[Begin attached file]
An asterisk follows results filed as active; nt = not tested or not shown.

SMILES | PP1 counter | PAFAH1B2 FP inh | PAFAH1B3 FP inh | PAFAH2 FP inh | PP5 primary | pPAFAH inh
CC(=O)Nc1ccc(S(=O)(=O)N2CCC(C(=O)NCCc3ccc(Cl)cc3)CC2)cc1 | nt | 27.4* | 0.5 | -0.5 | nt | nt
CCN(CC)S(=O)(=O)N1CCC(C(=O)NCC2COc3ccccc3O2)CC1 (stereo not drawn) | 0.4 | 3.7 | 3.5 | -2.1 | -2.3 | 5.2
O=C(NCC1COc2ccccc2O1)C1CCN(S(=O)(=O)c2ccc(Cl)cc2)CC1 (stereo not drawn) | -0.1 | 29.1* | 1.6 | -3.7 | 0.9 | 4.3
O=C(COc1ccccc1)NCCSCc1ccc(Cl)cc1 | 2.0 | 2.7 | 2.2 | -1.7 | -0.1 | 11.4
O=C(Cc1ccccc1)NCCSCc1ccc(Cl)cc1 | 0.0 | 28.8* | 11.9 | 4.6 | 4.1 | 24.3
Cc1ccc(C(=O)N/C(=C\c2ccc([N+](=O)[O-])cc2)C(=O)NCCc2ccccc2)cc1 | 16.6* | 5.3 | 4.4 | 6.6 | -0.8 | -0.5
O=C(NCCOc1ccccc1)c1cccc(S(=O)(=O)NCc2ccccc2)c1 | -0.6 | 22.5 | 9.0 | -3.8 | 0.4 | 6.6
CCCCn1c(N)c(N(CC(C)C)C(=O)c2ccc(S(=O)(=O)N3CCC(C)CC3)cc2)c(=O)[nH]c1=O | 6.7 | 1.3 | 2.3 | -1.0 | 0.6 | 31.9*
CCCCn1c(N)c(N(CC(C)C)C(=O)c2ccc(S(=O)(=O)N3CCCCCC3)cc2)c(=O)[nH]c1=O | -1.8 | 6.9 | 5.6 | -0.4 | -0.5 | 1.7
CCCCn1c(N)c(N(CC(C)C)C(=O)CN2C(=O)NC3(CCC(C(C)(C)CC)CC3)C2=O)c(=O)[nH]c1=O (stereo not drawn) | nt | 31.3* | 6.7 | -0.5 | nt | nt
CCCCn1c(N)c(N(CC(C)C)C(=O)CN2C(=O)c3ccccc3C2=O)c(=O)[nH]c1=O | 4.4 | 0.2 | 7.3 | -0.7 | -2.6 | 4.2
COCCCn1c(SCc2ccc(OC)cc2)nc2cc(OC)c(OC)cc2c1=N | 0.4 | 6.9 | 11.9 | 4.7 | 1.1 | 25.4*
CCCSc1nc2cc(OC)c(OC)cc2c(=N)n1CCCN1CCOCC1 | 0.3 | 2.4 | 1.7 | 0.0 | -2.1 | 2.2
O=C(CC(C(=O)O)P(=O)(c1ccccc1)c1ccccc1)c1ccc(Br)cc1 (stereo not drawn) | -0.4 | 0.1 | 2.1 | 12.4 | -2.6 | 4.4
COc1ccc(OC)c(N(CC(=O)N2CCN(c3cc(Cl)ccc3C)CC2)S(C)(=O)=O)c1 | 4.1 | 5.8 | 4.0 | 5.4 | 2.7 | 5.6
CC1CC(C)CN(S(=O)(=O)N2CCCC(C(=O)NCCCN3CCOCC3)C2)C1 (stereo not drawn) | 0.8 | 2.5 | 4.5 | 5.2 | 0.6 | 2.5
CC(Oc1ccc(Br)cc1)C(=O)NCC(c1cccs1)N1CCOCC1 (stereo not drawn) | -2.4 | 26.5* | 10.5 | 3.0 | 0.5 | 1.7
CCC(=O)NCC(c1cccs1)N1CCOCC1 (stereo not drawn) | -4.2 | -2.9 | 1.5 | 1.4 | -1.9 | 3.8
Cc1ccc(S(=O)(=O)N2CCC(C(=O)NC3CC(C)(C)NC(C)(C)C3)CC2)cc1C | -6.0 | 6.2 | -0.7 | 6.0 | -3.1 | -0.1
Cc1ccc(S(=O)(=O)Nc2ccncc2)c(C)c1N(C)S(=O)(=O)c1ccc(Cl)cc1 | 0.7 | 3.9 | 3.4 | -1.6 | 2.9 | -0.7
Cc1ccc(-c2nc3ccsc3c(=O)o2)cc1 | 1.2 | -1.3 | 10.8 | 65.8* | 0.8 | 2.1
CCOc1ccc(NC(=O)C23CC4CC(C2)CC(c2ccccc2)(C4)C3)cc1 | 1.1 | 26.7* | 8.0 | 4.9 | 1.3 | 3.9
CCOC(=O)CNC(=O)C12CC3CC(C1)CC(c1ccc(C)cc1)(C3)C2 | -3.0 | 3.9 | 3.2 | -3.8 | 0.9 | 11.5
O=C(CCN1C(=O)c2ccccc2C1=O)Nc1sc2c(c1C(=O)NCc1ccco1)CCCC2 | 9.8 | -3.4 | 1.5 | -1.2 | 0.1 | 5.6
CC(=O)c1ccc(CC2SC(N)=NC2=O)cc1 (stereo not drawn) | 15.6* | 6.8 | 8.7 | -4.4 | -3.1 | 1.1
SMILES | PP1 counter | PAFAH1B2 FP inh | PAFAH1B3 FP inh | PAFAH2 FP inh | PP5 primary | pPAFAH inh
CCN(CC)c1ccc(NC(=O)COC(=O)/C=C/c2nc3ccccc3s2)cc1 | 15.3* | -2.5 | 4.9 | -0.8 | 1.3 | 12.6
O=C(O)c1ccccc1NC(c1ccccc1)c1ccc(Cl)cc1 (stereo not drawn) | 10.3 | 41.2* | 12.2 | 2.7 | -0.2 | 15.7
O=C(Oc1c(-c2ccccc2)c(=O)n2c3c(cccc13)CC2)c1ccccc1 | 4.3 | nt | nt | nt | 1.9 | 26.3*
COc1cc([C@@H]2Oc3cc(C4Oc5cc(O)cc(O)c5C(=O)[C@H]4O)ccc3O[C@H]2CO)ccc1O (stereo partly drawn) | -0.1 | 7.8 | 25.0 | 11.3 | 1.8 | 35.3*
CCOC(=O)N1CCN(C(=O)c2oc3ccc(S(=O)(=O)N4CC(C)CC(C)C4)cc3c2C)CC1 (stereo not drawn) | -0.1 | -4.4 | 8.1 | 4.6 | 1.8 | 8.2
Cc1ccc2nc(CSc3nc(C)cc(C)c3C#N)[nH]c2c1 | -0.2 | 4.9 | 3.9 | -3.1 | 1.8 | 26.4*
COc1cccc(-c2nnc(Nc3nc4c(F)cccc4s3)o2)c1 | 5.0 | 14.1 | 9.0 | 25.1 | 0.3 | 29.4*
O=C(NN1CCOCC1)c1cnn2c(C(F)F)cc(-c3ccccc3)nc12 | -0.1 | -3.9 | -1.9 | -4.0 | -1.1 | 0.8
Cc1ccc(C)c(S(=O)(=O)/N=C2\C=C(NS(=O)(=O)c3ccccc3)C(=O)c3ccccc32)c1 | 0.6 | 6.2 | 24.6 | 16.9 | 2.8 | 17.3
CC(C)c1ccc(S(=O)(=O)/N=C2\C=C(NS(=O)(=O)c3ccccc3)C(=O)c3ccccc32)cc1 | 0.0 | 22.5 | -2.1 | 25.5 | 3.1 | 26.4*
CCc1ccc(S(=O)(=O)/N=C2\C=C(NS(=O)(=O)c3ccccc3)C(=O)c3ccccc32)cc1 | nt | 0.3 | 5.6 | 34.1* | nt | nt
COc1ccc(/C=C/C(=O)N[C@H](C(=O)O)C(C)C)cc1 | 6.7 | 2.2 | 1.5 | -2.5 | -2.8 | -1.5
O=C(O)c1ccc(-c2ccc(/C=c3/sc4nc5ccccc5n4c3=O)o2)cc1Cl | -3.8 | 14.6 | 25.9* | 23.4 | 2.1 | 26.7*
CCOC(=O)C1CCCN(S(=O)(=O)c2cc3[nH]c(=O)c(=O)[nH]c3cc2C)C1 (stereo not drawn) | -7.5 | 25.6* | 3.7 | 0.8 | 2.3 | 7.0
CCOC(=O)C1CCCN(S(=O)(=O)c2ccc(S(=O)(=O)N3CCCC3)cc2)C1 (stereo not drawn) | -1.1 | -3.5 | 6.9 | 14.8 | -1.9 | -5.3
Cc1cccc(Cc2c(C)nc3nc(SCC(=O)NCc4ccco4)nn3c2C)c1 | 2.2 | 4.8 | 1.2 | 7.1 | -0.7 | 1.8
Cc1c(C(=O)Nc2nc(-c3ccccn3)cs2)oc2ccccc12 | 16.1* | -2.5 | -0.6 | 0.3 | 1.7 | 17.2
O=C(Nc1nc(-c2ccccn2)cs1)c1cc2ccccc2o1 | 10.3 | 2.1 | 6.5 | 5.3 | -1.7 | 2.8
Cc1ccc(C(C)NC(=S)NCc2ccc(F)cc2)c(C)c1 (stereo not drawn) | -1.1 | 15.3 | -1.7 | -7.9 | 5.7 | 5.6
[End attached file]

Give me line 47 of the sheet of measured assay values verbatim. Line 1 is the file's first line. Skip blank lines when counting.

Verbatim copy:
Cc1ccc(C(C)NC(=S)NCc2ccc(F)cc2)c(C)c1 (stereo not drawn) | -1.1 | 15.3 | -1.7 | -7.9 | 5.7 | 5.6